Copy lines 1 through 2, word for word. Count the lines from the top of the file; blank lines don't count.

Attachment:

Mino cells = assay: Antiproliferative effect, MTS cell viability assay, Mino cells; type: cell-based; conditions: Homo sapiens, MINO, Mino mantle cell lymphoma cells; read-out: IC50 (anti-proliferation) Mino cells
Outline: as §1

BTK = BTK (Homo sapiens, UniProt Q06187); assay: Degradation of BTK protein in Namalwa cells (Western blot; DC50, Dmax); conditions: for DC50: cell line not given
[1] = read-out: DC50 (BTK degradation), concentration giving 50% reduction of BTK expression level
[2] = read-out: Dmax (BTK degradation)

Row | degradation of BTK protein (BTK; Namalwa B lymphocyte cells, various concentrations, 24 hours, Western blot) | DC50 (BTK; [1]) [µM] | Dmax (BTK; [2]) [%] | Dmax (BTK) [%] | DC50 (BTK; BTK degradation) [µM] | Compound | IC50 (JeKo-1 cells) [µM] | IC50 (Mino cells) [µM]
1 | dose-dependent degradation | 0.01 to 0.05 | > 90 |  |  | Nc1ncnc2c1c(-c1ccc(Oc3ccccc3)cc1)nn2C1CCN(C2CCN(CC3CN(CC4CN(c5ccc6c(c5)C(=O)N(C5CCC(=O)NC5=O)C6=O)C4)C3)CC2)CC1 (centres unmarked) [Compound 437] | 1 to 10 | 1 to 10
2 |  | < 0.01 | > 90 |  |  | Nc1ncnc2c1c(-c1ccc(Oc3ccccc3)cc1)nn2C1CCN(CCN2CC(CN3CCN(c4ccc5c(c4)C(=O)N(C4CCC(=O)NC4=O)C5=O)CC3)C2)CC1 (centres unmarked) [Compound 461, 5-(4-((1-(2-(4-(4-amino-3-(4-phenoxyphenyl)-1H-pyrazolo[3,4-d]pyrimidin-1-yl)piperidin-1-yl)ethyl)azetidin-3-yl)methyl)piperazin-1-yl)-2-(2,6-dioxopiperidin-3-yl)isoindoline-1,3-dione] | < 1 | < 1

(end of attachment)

Mino cells = assay: Antiproliferative effect, MTS cell viability assay, Mino cells; type: cell-based; conditions: Homo sapiens, MINO, Mino mantle cell lymphoma cells; read-out: IC50 (anti-proliferation) Mino cells
Outline: as §1